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Stolen American History: Not in the Textbooks

Written by Gary North on January 7, 2017

Here’s a brief summary of the story you never got in high school, college, or grad school. Neither did I. But your kids can get it, and maybe they’ll fill you in — as long as you don’t get tired of saying, “I’ve never heard that. Are you sure?”

This is lesson 176 of my American history course in the Ron Paul Curriculum. It begins week 36.

The first five lessons are here:

http://www.ronpaulcurriculum.com/public/7890.cfm
This course should be taken at the same time of my course in the history of American literature. The first five lessons are here:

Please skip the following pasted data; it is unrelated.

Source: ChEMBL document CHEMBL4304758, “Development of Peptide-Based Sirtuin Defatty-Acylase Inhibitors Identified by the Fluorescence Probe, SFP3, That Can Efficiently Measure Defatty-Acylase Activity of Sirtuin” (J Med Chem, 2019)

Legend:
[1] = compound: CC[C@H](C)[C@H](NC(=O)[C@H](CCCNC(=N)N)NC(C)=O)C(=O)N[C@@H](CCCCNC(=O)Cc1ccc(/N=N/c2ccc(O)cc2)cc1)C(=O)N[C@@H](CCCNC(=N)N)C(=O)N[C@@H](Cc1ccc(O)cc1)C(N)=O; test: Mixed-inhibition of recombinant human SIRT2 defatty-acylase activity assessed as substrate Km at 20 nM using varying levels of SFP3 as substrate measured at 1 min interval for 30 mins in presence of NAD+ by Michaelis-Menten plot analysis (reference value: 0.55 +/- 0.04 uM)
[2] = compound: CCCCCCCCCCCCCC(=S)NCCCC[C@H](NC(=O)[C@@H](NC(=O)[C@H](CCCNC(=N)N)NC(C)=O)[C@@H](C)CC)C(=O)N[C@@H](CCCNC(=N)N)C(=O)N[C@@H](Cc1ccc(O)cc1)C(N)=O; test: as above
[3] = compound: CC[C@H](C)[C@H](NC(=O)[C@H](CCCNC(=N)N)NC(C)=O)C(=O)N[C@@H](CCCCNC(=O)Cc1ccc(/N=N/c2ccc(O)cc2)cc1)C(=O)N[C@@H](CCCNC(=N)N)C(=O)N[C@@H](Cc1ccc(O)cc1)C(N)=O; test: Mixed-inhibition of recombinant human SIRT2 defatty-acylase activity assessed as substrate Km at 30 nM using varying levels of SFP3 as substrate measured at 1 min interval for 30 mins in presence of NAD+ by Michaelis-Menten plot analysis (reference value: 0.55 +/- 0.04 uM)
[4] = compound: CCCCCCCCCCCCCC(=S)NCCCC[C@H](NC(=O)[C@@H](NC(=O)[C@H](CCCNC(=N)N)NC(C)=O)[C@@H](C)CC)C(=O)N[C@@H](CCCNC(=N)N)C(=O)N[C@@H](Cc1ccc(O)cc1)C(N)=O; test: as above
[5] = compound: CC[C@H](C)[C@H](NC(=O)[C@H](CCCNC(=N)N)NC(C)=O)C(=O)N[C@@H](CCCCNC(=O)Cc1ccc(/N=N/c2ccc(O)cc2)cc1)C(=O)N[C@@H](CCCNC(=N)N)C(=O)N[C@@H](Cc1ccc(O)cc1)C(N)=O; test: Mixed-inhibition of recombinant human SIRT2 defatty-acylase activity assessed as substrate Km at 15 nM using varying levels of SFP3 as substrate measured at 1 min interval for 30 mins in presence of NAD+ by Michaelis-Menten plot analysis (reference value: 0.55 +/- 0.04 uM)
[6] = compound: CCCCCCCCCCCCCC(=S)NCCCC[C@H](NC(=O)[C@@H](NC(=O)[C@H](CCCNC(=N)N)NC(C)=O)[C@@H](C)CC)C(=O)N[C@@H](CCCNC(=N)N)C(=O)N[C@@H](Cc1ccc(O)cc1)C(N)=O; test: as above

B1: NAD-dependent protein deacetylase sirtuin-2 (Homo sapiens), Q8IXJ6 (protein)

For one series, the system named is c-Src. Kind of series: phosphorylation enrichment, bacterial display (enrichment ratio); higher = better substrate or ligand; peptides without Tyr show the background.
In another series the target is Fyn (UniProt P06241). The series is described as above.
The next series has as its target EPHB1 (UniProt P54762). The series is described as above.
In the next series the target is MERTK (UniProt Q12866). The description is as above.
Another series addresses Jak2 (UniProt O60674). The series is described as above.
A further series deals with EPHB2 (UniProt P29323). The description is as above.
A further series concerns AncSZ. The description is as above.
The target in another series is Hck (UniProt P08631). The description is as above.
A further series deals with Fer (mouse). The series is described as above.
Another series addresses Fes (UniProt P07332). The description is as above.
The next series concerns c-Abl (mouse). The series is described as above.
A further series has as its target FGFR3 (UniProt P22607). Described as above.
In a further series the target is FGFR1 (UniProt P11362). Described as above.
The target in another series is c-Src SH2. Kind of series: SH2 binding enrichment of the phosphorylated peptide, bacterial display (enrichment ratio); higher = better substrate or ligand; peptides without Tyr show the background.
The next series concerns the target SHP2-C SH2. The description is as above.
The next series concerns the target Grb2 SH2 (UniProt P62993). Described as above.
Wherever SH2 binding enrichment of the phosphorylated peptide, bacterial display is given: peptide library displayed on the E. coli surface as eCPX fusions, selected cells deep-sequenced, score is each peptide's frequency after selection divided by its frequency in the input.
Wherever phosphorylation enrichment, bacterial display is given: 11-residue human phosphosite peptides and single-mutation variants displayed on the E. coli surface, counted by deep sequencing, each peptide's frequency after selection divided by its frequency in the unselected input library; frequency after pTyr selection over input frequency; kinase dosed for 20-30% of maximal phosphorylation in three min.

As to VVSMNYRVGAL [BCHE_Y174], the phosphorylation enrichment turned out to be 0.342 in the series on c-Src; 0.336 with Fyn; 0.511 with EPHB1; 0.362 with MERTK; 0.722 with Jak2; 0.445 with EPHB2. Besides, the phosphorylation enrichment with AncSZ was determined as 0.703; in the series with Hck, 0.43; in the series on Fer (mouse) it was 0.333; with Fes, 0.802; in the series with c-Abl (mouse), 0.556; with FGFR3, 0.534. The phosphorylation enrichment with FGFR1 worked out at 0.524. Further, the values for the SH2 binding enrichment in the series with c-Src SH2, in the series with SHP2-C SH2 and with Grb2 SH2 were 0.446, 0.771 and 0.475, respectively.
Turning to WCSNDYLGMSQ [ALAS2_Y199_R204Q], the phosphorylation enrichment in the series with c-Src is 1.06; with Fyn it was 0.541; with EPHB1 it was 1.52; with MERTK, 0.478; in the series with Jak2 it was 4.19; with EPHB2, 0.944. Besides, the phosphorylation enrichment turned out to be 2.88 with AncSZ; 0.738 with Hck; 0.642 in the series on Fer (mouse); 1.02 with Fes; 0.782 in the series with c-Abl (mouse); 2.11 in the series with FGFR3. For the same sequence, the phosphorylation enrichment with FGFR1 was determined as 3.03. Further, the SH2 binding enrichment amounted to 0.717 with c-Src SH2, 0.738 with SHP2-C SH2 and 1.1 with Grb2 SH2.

http://www.ronpaulcurriculum.com/public/5943.cfm
My course uses no textbook. If you want to kill a student’s interest in history, use a textbook. I have written about this: “How NOT to Teach American History.” It is here:

http://www.ronpaulcurriculum.com/public/8796.cfm
I use primary source documents, maps, economics statistics charts, population statistics, YouTube videos, documentaries, articles by historians, a long list of major inventions after 1800, and a daily 25-minute lecture. If your homeschool program does not include a daily lecture, it is incomplete. You are working too hard, and the student is not working hard enough.

Students write two major term papers: one on the Constitutional convention and the other on the events leading to Pearl Harbor.

At the end of the course, they are prepared to pass either the Advanced Placement exam in American history or the two CLEP exams. If they pass, they satisfy the requirement of a one-year American history course in college: six semester credits.

In the final week, I substitute longer lectures for daily readings.

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